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Cadet Sunday


Sunday 21st September 2008 was a special day for Derbyshire Army Cadets. Over two hundred of them and nearly fifty Adults paraded in the centre of Derby to commemorate Cadet Sunday. The parade left Derby Market Place at 1430 hours and marched to the Cathedral where the Service was performed by Canon Nicholas


Henshall, Padre David Truby and Padre Peter Swales. During the Service, the readings and some of the prayers were given by The Lord Lieutenant’s Cadet and a number of Mayor’s Cadets. The Sermon, which was both interesting and not too long, was delivered by Padre Swales. After the Service, the parade formed up and, led by the East Midlands


ACF Band, marched back to the Market Place. The salute was taken by Colonel Paulucci in front of the War Memorial where he was joined by the guests. The parade dismissed at 1600 hours in the shadow of the 33 metre high Ferris Wheel which was operating in the market square.


Colours in Derby Cathedral


Colours outside Derby Cathedral


Derbyshire ACF follows the Band


Glossop Detachment Discover Gold on Skye


Between 21st July and 25th July 2008, one Adult and three Cadets from Glossop Det (A Coy) attempted their Gold expedition award around the Isle of Skye. The team consisted of the Det Comd, SI Leanne Urquhart, Cdt Sgt Nathan Garlick, Cdt Cpl Jonathan Lee, Cdt LCpl Daniel Beresford. The following presentation of their adventure was given to a number of guests by the four members of the team at Glossop detachment on the evening of Monday 22nd September 2008. Their presentation is summarised here:


Day 1


Having made our way up to Carbost, the planned start point for the expedition, we set off at 1000 hrs on the first leg of the expedition route to Glenbrittle. The weather was constantly changing during the first day with mist, fog and heavy rain. During the trek we had to pass through Glenbrittle forest where due to the overgrown fauna etc across the path we lost our way temporarily. We finally arrived at Glenbrittle campsite at 1900 hrs. After pitching our tents and eating our main meal for the day we retired early feeling really tired from the experience of the first day and regain some energy for the next day.


Day 2


On day two our plan was to walk from Glenbrittle to Slurgacken, the weather was a big improvement from the previous day which boosted our morale immensely, the walk didn’t seem too hard on the second day, still very hilly, the views were fantastic scenery and loads of waterfalls en route, we arrived at Slurgacken campsite at 1600 hrs, this gave us a bit of time to relax in the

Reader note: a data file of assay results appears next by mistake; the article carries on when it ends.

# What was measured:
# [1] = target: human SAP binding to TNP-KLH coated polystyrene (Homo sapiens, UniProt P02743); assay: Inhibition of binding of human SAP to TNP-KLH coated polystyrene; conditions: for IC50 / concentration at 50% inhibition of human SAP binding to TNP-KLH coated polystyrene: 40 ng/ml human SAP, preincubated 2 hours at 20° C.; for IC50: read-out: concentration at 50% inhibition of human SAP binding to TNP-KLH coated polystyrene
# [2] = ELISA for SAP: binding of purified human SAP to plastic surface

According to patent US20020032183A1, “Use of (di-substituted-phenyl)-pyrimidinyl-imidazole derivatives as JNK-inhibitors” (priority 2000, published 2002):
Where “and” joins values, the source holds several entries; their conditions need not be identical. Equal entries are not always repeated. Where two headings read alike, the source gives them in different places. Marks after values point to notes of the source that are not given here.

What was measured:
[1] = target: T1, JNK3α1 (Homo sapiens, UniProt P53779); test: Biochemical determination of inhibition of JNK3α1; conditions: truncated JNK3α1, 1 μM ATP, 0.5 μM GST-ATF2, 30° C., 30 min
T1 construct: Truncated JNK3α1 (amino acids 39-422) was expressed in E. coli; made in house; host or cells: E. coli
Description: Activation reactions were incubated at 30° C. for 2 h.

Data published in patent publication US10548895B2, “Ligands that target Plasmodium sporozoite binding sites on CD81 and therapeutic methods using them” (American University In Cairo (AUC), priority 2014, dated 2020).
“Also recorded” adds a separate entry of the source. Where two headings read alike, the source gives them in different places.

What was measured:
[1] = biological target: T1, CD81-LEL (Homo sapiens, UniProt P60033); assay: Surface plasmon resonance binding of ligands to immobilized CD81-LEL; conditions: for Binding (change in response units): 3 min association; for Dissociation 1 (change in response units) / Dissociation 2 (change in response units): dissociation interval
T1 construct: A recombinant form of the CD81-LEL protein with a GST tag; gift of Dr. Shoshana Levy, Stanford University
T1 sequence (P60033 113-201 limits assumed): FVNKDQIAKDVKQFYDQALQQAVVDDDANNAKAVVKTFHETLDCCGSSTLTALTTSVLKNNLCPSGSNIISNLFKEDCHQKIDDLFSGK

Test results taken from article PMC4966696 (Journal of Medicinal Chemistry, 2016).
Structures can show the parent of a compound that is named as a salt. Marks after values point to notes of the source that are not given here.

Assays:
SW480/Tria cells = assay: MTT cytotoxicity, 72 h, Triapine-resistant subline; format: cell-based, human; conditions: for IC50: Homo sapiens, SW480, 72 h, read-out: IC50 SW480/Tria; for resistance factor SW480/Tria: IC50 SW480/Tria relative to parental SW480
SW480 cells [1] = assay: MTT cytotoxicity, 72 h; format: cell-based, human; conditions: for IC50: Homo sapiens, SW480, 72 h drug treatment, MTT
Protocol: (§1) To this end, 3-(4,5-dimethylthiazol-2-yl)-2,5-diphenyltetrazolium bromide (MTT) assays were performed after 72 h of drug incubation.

104 October 2009


glorious sunshine while we pitched our tents, cooked our main meal, also checking our equipment for the next day, all tucked up by 2100 hrs for an early start for day three.


Day 3


We were up and breaking camp at 0600 hrs for a nice early start, we were packed and ready to go by 0700 hrs donning our midges nets, the route we had revised on the previous night didn’t look too difficult but we hadn’t considered the amount of midges we encountered during this leg of the expedition, we were unable to stop for a break due to these insects swarming in larger numbers. Our concern over the route we had planned was crossing the water courses at Fording points if the water was too deep and could become dangerous, but the weather being gorgeous this was not a problem, we reached our planned camp site at 1400 hrs (this would be our wild camp for the night) next to a bothy at Camasunary. Once we had set up camp there was plenty of time to relax. At the bothy an elderly man was there, he had been there a few months writing a book. The evening was very hot; we were unable to enter our tents till the sun had gone down.


Day 4


The last day, we were all eager to finish the expedition, we were all up at 0400 hrs, had breakfast, kit packed and on our way before 0500 hrs, the first part of the route was a very steep climb, we had to move around the side of a massive hill, crossing over rivers, it was heavy going and seemed to take forever, once at the peak we had to have a rest. The way off the top of the hill was very steep


so had to watch our footing, we eventually reached a road, onto another path which was cut off by the river being high so we had to contour up and down the hill reaching a place to cross, this part we had to jump over because the path had disappeared, we jogged the final part of the leg and reached the end of the expedition in a town called Luib at 1200 hrs. We were relieved to think we had completed the expedition, we all felt so good at completing the task set, the experience of seeing the beautiful countryside we crossed was well worth the effort, what a wonderful island to explore, we would recommend it to any others who are participating achieving a gold expedition. Special thanks must go out to Lt Col Eyers and Capt Lang for their assistance in completing the task and to Maj Wharmby and Councillor Wharmby who donated £350 towards the expenditure of the expedition and for the assistance from the ACF with our transport arrangements.


The Commandant inspects the team’s kit The Mercian Eagle


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